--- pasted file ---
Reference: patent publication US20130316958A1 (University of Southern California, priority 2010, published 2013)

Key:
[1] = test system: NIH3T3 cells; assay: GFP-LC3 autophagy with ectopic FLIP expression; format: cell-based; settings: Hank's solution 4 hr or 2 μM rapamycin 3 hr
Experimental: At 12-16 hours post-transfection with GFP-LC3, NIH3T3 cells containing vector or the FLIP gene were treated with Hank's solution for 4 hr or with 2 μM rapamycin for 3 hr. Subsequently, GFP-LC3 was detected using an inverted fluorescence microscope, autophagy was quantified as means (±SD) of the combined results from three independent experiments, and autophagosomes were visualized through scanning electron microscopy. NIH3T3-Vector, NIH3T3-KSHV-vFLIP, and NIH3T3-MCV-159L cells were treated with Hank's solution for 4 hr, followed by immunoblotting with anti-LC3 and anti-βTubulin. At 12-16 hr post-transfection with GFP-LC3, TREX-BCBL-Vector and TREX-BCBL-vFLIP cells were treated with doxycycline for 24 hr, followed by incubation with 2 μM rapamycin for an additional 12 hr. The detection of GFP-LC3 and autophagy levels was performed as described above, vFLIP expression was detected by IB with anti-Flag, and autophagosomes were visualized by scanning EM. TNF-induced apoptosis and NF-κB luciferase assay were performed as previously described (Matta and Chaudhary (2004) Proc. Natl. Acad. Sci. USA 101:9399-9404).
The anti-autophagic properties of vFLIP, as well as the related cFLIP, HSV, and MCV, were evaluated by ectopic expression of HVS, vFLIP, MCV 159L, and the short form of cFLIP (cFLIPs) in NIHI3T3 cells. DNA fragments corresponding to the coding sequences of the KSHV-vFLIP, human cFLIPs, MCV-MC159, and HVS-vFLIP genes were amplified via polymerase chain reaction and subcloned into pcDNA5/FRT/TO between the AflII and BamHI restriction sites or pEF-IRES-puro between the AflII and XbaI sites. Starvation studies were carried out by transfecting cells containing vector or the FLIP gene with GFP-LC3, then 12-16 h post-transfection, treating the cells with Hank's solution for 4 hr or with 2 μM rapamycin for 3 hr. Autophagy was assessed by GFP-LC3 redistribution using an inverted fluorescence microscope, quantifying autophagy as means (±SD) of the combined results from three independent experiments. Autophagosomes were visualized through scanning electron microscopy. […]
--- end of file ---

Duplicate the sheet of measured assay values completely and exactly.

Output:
Reference: patent publication US20130316958A1 (University of Southern California, priority 2010, published 2013)

Key:
[1] = test system: NIH3T3 cells; assay: GFP-LC3 autophagy with ectopic FLIP expression; format: cell-based; settings: Hank's solution 4 hr or 2 μM rapamycin 3 hr
Experimental: At 12-16 hours post-transfection with GFP-LC3, NIH3T3 cells containing vector or the FLIP gene were treated with Hank's solution for 4 hr or with 2 μM rapamycin for 3 hr. Subsequently, GFP-LC3 was detected using an inverted fluorescence microscope, autophagy was quantified as means (±SD) of the combined results from three independent experiments, and autophagosomes were visualized through scanning electron microscopy. NIH3T3-Vector, NIH3T3-KSHV-vFLIP, and NIH3T3-MCV-159L cells were treated with Hank's solution for 4 hr, followed by immunoblotting with anti-LC3 and anti-βTubulin. At 12-16 hr post-transfection with GFP-LC3, TREX-BCBL-Vector and TREX-BCBL-vFLIP cells were treated with doxycycline for 24 hr, followed by incubation with 2 μM rapamycin for an additional 12 hr. The detection of GFP-LC3 and autophagy levels was performed as described above, vFLIP expression was detected by IB with anti-Flag, and autophagosomes were visualized by scanning EM. TNF-induced apoptosis and NF-κB luciferase assay were performed as previously described (Matta and Chaudhary (2004) Proc. Natl. Acad. Sci. USA 101:9399-9404).
The anti-autophagic properties of vFLIP, as well as the related cFLIP, HSV, and MCV, were evaluated by ectopic expression of HVS, vFLIP, MCV 159L, and the short form of cFLIP (cFLIPs) in NIHI3T3 cells. DNA fragments corresponding to the coding sequences of the KSHV-vFLIP, human cFLIPs, MCV-MC159, and HVS-vFLIP genes were amplified via polymerase chain reaction and subcloned into pcDNA5/FRT/TO between the AflII and BamHI restriction sites or pEF-IRES-puro between the AflII and XbaI sites. Starvation studies were carried out by transfecting cells containing vector or the FLIP gene with GFP-LC3, then 12-16 h post-transfection, treating the cells with Hank's solution for 4 hr or with 2 μM rapamycin for 3 hr. Autophagy was assessed by GFP-LC3 redistribution using an inverted fluorescence microscope, quantifying autophagy as means (±SD) of the combined results from three independent experiments. Autophagosomes were visualized through scanning electron microscopy. […]